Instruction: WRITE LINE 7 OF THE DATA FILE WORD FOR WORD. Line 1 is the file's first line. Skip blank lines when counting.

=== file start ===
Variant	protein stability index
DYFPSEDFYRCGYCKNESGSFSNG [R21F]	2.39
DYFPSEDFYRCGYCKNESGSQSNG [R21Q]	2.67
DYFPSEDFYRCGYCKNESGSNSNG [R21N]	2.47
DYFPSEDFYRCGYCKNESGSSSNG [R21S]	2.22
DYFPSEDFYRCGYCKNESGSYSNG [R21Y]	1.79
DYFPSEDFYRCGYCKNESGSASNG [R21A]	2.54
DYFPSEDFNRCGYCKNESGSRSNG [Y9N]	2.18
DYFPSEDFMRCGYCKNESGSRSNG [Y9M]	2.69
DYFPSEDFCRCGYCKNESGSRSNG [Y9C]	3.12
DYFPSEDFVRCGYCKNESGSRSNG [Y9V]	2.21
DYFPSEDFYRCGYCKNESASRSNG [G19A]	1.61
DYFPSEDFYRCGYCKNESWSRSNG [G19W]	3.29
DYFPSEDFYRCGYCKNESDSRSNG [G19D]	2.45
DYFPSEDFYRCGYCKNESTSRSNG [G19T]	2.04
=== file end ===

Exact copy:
DYFPSEDFYRCGYCKNESGSASNG [R21A]	2.54